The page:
I recently had a long and difficult conversation with a client who is working toward creating a Culture of Trust in their organization. Committed and excited to make this happen in 2018, they are used to creating a plan for what they want and executing it with success. With their dominant strength lying in the Executing domain they are doers and they get things done.
However, six weeks into the year and they’re already starting to feel discouraged because their intention, efforts, and well-executed plan have not produced the instant Culture of Trust they expected. When we discussed the time that creating a Culture of Trust takes I could hear their impatience and exasperation.
Creating trust is a relational matter, not something to check off your list. It takes time to build relationships that contribute to a Culture of Trust. Not something to be rushed, these relationships need to grow over time. You need to authentically show up and walk the talk as a leader over and over and over again.
This is part 3 in the 3-part series on your Trust Quotient by Diana Gabriel, Certified Strengths Strategy Coach.Make your top priority your people and being in relationship with them: you’ll build higher levels of trust. Click To Tweet
Trustworthiness is strongly portrayed when a leader behaves, speaks, and responds with integrity. I see this all the time in my work as a coach. Leaders, who are authentic, act honestly and are genuinely trusted to do the right thing. If you live out truth and transparency and hold yourself accountable to everyone, your people will offer you their trust.
Integrity also means giving of yourself in service of your people. Trustworthy leaders place a high priority on the welfare of those they lead. People know they are in good hands, with a principled purpose underlying their efforts. Often, this requires courage and is another trait that is necessary to be trustworthy.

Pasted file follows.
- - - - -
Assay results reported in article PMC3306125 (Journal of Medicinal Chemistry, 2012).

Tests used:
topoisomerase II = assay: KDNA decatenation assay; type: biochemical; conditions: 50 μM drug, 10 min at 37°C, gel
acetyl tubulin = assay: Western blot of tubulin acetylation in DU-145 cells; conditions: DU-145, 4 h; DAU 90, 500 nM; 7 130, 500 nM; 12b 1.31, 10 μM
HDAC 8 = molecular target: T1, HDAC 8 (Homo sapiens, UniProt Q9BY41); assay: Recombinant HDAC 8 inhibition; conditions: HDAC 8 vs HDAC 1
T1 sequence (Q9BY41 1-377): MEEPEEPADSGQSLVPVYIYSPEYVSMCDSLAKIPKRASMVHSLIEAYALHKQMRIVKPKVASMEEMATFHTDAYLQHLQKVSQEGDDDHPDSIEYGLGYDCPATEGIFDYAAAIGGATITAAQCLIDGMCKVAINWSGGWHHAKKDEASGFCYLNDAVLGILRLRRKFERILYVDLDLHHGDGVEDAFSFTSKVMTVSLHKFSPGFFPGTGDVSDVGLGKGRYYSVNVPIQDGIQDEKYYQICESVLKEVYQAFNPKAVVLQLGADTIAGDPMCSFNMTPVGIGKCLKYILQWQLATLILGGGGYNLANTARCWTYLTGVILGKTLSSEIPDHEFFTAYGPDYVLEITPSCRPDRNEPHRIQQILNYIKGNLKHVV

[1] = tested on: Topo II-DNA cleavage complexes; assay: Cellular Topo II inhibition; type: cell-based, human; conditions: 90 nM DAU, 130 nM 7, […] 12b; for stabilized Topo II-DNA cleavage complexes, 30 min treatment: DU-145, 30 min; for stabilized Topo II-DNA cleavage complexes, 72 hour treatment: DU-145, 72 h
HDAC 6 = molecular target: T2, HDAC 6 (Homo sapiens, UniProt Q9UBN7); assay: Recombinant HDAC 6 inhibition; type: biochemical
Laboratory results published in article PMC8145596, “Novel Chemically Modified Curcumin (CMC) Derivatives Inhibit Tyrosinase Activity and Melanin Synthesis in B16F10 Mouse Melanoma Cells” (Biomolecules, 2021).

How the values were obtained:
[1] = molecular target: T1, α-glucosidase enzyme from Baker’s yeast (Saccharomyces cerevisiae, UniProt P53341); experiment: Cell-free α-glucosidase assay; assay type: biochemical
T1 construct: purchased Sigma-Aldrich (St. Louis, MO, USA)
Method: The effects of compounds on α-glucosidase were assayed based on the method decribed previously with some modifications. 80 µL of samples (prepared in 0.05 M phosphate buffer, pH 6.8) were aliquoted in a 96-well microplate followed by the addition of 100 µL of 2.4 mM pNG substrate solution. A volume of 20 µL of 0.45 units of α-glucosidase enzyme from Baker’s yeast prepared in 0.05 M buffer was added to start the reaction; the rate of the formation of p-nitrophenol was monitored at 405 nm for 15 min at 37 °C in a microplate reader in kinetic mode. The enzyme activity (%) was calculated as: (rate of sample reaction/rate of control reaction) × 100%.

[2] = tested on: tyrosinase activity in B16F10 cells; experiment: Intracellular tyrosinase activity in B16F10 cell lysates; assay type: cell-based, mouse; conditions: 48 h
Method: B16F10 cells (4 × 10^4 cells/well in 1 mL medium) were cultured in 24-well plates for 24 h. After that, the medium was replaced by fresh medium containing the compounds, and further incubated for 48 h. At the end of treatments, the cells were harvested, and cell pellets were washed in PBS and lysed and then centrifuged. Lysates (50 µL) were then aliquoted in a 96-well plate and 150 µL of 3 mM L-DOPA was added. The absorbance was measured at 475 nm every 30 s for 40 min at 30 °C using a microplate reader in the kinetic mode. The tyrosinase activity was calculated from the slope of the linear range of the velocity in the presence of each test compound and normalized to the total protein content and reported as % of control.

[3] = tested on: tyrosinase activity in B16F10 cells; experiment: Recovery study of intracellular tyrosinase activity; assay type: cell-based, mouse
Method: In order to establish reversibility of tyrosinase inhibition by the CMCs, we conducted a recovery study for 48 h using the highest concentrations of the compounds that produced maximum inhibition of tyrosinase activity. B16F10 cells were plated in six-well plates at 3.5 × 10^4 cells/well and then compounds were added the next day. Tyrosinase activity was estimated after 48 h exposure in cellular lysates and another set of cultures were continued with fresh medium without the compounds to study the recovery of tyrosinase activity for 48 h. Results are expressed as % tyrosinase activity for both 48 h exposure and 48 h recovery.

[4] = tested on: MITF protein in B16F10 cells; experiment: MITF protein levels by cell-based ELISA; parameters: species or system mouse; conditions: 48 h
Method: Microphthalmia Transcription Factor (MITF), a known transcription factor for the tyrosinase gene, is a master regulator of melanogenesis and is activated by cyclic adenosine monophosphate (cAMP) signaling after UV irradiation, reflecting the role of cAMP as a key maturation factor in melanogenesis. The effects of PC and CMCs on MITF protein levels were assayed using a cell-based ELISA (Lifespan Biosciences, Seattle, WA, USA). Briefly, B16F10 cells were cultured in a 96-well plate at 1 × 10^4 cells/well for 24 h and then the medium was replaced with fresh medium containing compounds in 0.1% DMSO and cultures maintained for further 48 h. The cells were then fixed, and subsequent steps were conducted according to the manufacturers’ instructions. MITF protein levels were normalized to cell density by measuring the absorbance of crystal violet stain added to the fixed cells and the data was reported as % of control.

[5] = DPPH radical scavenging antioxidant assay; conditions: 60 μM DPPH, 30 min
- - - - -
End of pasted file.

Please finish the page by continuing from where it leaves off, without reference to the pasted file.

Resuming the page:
The fourth basic element…
Having A Heart of Humility
If you want to raise your trust quotient, the fourth element to embrace is your humility. Leaders who treat their people with greater importance than self-earn greater trust. You give credit to your people for their contributions to overall successes, rather than claim it as your own. You bear the heat for the disappointments, rather than blame your people. As a humble leader, you also acknowledge your people for their accomplishments and allow them their chance in the spotlight.
When you solicit feedback, input, and ideas from your people, and allow them to partner with you rather than be micromanaged by you, you earn their trust. Your people will then contribute their gifts and talents freely using their skills in service of the greater good and goals. This practice builds teamwork and unity; two themes people yearn for, yet statistically, rarely experience.
Leaders who admit they need and learn from others show their openness to value and trust their people. This generates trust in return. Rich Eich points out in the American Management Association article, 5 Ways A Leader can Build A Culture Of Trust, that a leader who admits their mistakes displays humility. Your people are further encouraged to trust you if you also show how you’re learning from your mistakes. Your genuineness is displayed, and people sense a greater connection with you.
The primary leadership mindset needed to establish and build cultures of trust is an authentic focus on people through four basic elements:
- A helping hand
- A spirit of appreciation
- A life of integrity
- A heart of humility.
It’s been my observation that the level of trust you earn from your people is a measure of the connection they feel they have with you. Make your top priority your people and being in a relationship with them: you’ll build higher levels of trust in your organization and find more ways for everyone to succeed, over and over. Best of all, having and implementing the four basic elements costs you very little as a leader, yet gains you a lot of trust. It’s the best ROI you’ll ever get!